December 15, 2019
For educational institutions
History of Time
⟶ Updated 19 days ago ⟶
List of edits
Sundial first used in Egypt to measure the time of day by the sun's shadow. Hours are shorter in winter and longer in summer.
Greeks use a water clock, which measures the outflow of water from a vessel, to measure time
King Charles V of France decrees that all Paris church bells must ring at the same time as the Royal Palace, helping end the ringing of bells at the canonical hours (prayer times) decreed by the church.
Alfred the Great (a Saxon king) uses burning candles to measure time.
Mechanical clocks are built in Europe, using a mainspring and balance wheel.
Galileo Galilei realizes that the frequency of a pendulum's swing depends on its length.
Christiaan Huygens invents the first pendulum clock, capable of far greater accuracy than any preceding timekeeper. But the clock does not work at sea.
John Harrison builds a clock, that loses only 5 seconds on a voyage from England to Jamaica. Navigators cheer, and Harrison gets rich
Telegraph invented, allowing instant transmission of time signals.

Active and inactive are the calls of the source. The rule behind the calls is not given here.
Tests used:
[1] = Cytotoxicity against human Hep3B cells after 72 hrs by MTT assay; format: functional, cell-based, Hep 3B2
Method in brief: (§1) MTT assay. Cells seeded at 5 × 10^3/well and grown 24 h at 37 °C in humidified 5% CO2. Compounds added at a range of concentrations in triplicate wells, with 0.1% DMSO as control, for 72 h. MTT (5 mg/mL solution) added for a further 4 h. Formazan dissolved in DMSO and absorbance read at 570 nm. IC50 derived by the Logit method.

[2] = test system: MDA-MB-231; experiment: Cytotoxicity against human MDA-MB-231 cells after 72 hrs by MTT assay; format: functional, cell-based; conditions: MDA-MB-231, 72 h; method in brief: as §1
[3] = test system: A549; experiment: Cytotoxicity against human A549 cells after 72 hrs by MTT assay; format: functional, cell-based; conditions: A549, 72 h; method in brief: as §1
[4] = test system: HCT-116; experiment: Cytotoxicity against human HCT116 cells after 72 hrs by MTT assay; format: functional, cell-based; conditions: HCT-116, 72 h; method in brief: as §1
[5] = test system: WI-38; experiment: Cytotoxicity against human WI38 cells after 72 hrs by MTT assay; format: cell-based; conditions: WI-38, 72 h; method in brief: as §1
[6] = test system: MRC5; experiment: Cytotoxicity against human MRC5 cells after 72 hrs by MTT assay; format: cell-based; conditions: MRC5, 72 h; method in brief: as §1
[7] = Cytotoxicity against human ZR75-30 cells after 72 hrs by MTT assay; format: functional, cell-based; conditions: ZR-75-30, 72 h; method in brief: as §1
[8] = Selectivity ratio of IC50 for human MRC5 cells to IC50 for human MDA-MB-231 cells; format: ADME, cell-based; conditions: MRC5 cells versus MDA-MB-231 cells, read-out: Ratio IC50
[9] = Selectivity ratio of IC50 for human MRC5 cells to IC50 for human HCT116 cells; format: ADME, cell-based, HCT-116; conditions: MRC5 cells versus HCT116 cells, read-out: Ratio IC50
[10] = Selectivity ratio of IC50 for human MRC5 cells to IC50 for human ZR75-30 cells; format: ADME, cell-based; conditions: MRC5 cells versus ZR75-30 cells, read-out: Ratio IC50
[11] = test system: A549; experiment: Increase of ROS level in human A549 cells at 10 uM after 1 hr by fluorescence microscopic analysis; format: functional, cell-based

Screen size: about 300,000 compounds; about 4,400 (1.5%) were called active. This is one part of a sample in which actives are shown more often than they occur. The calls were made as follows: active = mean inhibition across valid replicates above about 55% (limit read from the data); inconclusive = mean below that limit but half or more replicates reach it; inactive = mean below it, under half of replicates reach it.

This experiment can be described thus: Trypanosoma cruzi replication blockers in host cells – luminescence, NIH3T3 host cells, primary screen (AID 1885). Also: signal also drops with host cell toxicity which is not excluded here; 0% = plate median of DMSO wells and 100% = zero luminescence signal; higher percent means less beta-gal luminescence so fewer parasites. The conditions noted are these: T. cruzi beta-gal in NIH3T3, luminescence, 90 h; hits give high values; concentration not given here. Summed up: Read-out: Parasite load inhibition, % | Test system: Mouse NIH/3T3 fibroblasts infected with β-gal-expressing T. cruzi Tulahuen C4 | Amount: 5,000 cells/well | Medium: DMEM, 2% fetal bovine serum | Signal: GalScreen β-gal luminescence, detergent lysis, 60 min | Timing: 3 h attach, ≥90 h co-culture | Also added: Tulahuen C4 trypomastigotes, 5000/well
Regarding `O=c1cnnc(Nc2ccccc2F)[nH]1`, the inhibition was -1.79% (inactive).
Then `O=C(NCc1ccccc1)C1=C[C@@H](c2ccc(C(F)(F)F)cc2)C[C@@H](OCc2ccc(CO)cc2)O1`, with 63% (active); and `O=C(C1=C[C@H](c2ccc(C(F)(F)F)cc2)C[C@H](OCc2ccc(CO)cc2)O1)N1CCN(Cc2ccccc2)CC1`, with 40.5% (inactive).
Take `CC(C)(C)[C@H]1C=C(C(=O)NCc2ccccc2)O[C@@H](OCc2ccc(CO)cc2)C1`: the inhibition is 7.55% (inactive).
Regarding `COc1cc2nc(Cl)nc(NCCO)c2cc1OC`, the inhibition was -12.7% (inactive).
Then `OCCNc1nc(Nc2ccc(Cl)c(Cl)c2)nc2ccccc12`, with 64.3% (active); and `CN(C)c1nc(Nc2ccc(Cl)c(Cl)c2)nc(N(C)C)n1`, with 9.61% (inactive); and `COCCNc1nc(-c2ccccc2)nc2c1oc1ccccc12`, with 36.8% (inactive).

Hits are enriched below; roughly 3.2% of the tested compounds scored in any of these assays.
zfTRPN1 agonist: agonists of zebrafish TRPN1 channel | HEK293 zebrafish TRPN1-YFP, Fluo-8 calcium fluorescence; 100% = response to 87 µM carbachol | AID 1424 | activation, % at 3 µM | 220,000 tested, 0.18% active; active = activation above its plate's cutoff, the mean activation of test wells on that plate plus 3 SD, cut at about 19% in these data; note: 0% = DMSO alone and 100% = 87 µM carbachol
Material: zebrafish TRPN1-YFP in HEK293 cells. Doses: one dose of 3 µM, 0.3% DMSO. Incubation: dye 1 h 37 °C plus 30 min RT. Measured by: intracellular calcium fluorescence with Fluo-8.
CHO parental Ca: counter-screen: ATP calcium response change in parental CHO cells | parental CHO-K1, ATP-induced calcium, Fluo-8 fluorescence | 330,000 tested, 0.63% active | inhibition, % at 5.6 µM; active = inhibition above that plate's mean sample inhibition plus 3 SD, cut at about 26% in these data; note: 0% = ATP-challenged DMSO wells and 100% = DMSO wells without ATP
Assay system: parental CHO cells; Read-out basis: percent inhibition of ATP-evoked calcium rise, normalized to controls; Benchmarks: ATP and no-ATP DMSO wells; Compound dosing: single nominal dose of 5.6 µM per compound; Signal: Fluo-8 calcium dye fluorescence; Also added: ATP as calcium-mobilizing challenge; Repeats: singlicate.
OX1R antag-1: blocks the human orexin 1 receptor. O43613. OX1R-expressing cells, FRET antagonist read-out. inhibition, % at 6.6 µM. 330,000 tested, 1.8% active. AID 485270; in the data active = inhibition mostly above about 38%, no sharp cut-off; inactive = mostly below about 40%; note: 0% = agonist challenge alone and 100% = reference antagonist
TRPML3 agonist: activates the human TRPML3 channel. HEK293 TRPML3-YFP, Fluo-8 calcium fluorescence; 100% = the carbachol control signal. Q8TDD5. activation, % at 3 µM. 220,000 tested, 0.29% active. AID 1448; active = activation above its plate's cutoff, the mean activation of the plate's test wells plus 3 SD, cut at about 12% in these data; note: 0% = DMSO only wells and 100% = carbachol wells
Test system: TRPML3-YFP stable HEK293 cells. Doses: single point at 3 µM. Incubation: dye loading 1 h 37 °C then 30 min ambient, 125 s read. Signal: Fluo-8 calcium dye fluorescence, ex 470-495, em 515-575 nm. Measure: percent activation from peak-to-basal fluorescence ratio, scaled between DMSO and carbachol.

Time ball is dropped at noon each day at the U.S. Naval Observatory. Ships in the harbor use the ball to set their clocks.
Twenty-five countries accept Greenwich, England, as the prime meridian (0 degrees longitude). The prime meridian gradually becomes the basis for time throughout the world. Liberia finally adopts it in 1972.
Salespeople for the R.W. Sears Watch Company fan out across America selling affordable timepieces. The firm is later renamed Sears, Roebuck and Co.
A radio time signal starts being transmitted from Washington DC to help ships find longitude.
Physicist Isador Rabi suggests making a clock based on the study of atoms, using a method called atomic-beam magnetic resonance
National Bureau of Standards (now the National Institute of Standards and Technology, or NIST) builds the first atomic clock, using ammonia.
A second is formally defined as 9,192,631,770 vibrations of the cesium atom. For the first time, time is not defined by the movement of astronomical bodies.
Time is more popular than ever: about half-a-billion watches are sold each year.
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